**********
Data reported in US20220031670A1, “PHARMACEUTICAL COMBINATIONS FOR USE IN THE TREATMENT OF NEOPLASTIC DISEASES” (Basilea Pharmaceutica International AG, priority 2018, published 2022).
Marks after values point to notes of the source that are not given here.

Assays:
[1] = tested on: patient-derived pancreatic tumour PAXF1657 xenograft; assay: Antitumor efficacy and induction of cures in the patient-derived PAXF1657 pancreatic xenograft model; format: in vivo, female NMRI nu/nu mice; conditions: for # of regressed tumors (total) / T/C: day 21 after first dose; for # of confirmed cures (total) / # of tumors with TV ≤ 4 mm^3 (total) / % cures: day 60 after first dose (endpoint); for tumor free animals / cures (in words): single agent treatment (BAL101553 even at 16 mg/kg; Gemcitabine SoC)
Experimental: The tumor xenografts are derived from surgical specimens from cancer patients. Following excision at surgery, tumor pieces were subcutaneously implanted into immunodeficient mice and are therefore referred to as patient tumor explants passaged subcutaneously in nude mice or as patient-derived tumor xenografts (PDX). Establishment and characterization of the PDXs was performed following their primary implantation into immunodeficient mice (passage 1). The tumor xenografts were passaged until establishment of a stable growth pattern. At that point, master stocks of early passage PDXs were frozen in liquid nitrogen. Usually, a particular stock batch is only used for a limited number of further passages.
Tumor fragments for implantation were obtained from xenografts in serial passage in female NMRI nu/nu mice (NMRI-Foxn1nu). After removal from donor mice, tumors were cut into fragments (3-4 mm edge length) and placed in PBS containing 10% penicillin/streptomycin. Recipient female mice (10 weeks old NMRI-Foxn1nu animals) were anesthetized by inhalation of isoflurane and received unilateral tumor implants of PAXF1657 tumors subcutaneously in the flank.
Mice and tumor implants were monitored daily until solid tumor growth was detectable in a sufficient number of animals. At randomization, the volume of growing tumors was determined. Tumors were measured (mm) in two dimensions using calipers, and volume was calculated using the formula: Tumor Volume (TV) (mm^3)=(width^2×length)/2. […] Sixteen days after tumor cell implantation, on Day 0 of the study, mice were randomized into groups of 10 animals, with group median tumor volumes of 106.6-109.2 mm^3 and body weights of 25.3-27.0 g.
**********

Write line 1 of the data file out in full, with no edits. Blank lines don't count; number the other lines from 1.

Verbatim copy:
Data reported in US20220031670A1, “PHARMACEUTICAL COMBINATIONS FOR USE IN THE TREATMENT OF NEOPLASTIC DISEASES” (Basilea Pharmaceutica International AG, priority 2018, published 2022).